Minimize Soybean Harvesting Loss and Maximize Cost per Bushel
Posted: September 18, 2012
Just yesterday I saw soybeans being dropped at a local mill at 11% moisture. It has been my experience that once 95% of the pods turn brown about a week later it’s time to combine. In this case the grower is giving the mill about 2% of his crop free of charge for the dryer than standard soybeans. I still remember John Yocum referring to the fact that after it the plants first reach harvestable moistures dry matter losses occur simply by the alternating day night and heavy dew.
Here is a picture of our crop teams’ soybean planting date study. Same variety, same seeding rate, same pest management program, the only variable was the date of planting in these plots from March 28th to May 28. It is important to consider the variety since some varieties will have slight differences in the pod integrity and not tend to split as the heavy dew at night can speed up this process. This picture was taken last week and the soybeans on the left (planted two weeks earlier than the beans on the right) could be harvested anytime now. If I were to wait as little as two weeks to harvest the plots until the rest of the planting dates matured I would lose a significant amount of soybeans from shatter losses.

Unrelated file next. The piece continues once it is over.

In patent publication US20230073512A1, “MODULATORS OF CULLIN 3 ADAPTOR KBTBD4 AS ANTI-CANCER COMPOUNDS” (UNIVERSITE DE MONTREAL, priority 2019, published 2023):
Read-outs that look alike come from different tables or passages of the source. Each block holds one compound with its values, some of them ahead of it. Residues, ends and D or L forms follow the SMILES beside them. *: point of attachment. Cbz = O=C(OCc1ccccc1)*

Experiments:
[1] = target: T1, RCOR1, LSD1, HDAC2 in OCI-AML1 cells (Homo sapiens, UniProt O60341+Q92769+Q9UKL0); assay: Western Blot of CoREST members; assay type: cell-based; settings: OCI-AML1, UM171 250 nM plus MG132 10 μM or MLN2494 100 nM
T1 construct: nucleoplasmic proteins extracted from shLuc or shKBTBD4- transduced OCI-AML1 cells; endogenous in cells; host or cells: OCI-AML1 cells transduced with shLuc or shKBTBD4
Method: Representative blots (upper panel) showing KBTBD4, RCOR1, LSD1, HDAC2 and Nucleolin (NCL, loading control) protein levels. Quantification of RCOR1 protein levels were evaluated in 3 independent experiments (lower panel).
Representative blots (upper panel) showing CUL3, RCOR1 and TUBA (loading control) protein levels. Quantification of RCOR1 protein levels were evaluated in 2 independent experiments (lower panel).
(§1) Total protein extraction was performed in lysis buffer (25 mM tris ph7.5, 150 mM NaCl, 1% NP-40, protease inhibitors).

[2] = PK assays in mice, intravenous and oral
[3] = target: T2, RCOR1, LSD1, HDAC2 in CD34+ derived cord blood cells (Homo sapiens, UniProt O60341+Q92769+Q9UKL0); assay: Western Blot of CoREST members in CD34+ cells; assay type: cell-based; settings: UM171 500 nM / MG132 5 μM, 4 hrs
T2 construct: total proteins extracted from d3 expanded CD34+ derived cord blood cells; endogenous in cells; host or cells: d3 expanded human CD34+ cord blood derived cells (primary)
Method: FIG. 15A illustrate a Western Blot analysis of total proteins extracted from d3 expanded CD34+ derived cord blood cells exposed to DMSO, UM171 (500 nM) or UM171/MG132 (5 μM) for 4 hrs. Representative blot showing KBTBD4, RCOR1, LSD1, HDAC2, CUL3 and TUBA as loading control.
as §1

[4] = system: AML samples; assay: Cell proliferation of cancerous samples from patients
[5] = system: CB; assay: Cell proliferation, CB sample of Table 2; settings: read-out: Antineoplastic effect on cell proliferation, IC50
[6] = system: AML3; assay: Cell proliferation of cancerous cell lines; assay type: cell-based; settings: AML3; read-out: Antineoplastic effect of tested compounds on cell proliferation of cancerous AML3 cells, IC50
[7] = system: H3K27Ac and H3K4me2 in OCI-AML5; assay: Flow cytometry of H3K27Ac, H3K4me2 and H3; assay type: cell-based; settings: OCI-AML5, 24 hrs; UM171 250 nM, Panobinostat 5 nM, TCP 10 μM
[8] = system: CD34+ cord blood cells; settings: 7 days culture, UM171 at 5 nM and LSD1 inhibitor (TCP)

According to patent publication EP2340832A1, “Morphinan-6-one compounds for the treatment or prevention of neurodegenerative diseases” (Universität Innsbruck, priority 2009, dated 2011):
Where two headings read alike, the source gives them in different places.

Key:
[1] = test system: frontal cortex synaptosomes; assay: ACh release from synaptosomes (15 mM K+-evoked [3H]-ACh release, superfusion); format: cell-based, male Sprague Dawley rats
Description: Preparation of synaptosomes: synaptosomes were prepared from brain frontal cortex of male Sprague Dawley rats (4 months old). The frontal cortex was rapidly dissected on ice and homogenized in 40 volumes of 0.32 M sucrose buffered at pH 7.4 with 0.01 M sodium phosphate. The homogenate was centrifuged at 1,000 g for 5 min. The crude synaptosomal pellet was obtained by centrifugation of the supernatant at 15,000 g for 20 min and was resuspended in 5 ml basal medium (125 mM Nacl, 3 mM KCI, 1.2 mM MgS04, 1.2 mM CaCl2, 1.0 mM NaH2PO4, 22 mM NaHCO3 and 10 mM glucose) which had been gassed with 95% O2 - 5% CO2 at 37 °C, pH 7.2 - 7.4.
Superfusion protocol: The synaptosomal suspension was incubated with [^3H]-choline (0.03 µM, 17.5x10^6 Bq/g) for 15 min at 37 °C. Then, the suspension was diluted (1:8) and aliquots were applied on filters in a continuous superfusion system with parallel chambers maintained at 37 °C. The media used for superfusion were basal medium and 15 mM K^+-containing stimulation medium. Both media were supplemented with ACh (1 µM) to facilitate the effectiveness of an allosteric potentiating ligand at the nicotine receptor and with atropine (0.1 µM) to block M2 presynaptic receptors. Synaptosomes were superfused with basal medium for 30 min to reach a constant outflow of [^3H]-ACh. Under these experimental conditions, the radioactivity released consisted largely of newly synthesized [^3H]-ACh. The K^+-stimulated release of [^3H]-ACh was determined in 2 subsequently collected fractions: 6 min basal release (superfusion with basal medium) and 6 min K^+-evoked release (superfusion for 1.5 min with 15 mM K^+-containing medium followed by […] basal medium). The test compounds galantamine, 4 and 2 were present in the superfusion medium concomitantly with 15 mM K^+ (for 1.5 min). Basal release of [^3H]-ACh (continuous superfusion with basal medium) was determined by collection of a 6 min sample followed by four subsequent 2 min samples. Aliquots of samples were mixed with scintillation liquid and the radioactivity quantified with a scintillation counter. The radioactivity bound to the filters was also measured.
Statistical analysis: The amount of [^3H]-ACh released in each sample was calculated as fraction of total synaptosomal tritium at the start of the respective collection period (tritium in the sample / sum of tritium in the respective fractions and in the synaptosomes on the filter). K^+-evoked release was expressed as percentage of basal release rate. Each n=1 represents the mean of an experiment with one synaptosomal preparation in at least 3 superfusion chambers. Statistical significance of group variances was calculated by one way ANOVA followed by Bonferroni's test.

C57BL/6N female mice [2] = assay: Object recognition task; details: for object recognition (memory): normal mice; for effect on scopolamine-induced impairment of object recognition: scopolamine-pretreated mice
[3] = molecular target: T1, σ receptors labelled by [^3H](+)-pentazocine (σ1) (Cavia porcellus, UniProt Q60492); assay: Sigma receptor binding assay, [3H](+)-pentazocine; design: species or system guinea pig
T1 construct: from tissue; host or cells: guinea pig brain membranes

Numerous tests of soybean combine losses show that up to 12 percent of the soybean crop is lost during harvest. Harvesting losses cannot be reduced to zero, but they can be reduced to about 5 percent. Combines can be operated to reduce losses without affecting the harvesting rate. This guide describes the major sources of loss. Consider shatter losses of 2 percent acceptable. Average losses are 5 percent or more.I If you assess the discount for bringing soybeans in a little wetter than normal there will be some cost drop the beans. In the following table you will note the relative cost per bushel of soybeans to be around 30 cents. This is a cost that is easily overcome by the reduced harvest loss in the field at current market prices. It appears that soybean dryer than 13% return about the same to management but this does not take into account the penalty of shatter loss in the field.
|Discount of $.12 Per Bushel Per Point of Moisture (2% Per Point of Moisture)||Discount of $.20 Per Bushel Per Point of Moisture (3.3% Per Point of Moisture)|
|Soybean Harvest Moisture, %, Wet Basis||Weight of Water Loss (+) or Gain (-), Lbs/Bu to Convert Soybeans to 13.5% Moisture||$.12 Discount Per Bushel, $||Price Per Bushel, $||Value Per Bushel, $, Adjusted for Moisture||$.20 Discount Per Bushel, $||Price Per Bushel, $||Value Per Bushel, $, Adjusted for Moisture|